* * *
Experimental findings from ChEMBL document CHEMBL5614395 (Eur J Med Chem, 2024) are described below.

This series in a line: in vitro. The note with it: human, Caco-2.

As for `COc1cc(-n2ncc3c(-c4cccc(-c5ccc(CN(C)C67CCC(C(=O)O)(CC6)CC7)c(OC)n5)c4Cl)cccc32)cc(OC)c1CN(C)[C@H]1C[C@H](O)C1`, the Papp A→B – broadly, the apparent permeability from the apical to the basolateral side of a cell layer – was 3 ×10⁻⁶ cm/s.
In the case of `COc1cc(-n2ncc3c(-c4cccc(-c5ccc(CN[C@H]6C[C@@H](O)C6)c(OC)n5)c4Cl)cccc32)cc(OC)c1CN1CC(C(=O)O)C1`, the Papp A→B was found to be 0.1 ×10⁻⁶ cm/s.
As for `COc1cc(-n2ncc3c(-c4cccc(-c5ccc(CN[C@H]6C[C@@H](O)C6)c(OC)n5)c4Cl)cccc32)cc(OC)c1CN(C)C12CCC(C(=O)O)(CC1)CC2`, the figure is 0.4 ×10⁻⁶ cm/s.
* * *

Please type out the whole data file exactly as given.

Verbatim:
Experimental findings from ChEMBL document CHEMBL5614395 (Eur J Med Chem, 2024) are described below.

This series in a line: in vitro. The note with it: human, Caco-2.

As for `COc1cc(-n2ncc3c(-c4cccc(-c5ccc(CN(C)C67CCC(C(=O)O)(CC6)CC7)c(OC)n5)c4Cl)cccc32)cc(OC)c1CN(C)[C@H]1C[C@H](O)C1`, the Papp A→B – broadly, the apparent permeability from the apical to the basolateral side of a cell layer – was 3 ×10⁻⁶ cm/s.
In the case of `COc1cc(-n2ncc3c(-c4cccc(-c5ccc(CN[C@H]6C[C@@H](O)C6)c(OC)n5)c4Cl)cccc32)cc(OC)c1CN1CC(C(=O)O)C1`, the Papp A→B was found to be 0.1 ×10⁻⁶ cm/s.
As for `COc1cc(-n2ncc3c(-c4cccc(-c5ccc(CN[C@H]6C[C@@H](O)C6)c(OC)n5)c4Cl)cccc32)cc(OC)c1CN(C)C12CCC(C(=O)O)(CC1)CC2`, the figure is 0.4 ×10⁻⁶ cm/s.